Egdon Resources said today it was “likely” to appeal against the refusal of planning permission for drilling and production at Biscathorpe in the Lincolnshire Wolds.
Earlier this week, the county council’s planning committee voted by seven to four against the proposal, despite a recommendation by officials to approve.
The company’s announcement came in a webcast by the managing director, Mark Abbott, to coincide with preliminary annual results.
Mr Abbott said:
“We’ve identified a possible material and commercially-viable hydrocarbon resource [at Biscathorpe]. Unfortunately, the planning committee on the first of November, the first day of COP26, went against the planning officer’s recommendation and we’re likely to appeal this, subject to final advice.”
He said securing planning consent for Biscathorpe, “probably through a planning appeal”, would be one of the company’s key activities in the coming year.
Oil from Biscathorpe had a “very low carbon intensity rating”, Mr Abbott said.
“It’s important to recognise that indigenous UK oil, whether it’s from the North Sea or onshore, has a very much lower carbon intensity than many of the places that we import oil from and will continue to do so out to 2050 and beyond.”
Egdon is also preparing a planning application for another Lincolnshire site at North Kelsey.
This site was first granted planning permission in 2014 but no work has been carried out, apart from the site entrance. It received extensions of consent in 2018 and 2020.The current permission expires at the end of 2021.
North Kelsey had gross mean prospective resources of around 6.5m barrels of oil, Mr Abbott said. It was an analogue for the oil site at Wressle, in North Lincolnshire. He said:
“We are just finalising a planning application to submit during November to look to ext4nd that planning further.”
Oil flows from the Wressle site, near Scunthorpe, had “significantly exceeded expectations”, Mr Abbott said.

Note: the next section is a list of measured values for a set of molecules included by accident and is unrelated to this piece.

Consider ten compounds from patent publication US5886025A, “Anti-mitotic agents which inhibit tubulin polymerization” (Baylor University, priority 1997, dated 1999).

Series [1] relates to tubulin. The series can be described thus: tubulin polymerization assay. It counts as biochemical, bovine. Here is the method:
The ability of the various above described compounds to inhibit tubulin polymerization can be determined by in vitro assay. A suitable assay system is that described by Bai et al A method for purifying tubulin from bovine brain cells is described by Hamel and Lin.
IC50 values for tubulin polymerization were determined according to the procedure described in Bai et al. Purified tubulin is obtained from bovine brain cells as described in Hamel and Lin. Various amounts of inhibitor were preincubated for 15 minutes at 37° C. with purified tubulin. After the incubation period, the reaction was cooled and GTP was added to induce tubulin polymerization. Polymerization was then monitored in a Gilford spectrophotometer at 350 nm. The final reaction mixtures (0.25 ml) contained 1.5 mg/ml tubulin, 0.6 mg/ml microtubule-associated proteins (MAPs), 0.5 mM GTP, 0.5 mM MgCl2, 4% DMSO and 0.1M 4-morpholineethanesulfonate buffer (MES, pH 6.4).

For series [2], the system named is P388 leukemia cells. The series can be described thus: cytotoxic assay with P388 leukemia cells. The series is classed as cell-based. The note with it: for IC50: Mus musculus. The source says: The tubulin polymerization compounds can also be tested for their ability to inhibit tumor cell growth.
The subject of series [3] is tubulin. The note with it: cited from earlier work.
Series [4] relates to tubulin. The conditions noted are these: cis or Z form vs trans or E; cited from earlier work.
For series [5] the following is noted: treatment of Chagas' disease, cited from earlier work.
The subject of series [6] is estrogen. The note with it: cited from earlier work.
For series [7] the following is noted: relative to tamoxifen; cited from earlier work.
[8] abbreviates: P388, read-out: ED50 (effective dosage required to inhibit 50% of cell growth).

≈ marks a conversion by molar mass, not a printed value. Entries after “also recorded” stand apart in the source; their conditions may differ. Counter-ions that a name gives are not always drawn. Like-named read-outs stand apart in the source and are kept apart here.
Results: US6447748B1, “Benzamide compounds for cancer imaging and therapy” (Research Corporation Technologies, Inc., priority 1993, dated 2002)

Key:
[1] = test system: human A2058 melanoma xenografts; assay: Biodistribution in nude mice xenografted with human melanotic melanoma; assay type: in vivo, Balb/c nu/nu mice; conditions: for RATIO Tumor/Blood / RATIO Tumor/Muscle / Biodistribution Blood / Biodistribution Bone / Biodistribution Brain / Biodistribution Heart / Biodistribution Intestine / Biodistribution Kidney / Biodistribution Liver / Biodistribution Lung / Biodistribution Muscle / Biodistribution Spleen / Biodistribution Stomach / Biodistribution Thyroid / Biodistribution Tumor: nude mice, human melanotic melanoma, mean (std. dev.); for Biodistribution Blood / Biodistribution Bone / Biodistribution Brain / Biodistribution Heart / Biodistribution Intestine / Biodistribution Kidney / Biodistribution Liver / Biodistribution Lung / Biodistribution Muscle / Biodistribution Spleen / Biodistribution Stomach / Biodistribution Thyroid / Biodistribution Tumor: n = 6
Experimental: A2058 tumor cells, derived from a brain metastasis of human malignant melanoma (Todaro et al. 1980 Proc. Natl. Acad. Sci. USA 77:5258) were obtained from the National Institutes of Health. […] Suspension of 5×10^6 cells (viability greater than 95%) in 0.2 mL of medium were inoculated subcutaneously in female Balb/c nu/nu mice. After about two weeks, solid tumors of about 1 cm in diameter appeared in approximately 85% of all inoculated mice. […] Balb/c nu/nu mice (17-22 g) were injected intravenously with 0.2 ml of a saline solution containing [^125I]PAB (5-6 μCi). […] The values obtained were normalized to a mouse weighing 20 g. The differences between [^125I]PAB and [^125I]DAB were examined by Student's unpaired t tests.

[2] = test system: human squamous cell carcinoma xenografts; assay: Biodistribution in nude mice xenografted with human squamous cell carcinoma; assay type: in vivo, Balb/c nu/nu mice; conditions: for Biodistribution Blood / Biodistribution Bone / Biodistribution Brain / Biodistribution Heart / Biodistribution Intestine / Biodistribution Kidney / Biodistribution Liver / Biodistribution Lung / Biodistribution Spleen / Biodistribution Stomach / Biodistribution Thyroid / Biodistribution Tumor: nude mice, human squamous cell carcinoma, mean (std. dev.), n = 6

It is undergoing test production, with reported rates of 884 barrels of oil per day in an instantaneous test. This was well above the expected rate of 500.
Mr Abbott said Wressle would be a “significant contributor” to the company’s predicted production for 2021-2022 of 240 barrels per day. He said:
“We’re now looking at a highly positive impact on our revenues. It should transform the business in terms of revenues and cash flows and we expect to be generating free cash from this project.”
He added that the company also planned to generate electricity from gas produced at Wressle and export it to the grid. Gas flows in an instantaneous test were 480,000 cubic feet. The gas is currently flared.
Also in Lincolnshire, Egdon said it was looking at drilling a sidetrack well at its Keddington site in 2022, to access the remaining reserves of 567,000 barrels.
Mr Abbott said:
“There are also near field exploration opportunities at Keddington South and Louth, which would add further life to this field which we’ve had for a number of years.”
In Dorset, Egdon said it was looking to redevelop the Waddock Cross site, where it estimated there were 57m barrels of oil in place.
Mr Abbott said a new horizontal well had been modelled to produce up to a million barrels, with 500-800 barrels a day. The final investment decision would be made towards the end of 2021, with possible drilling in 2022.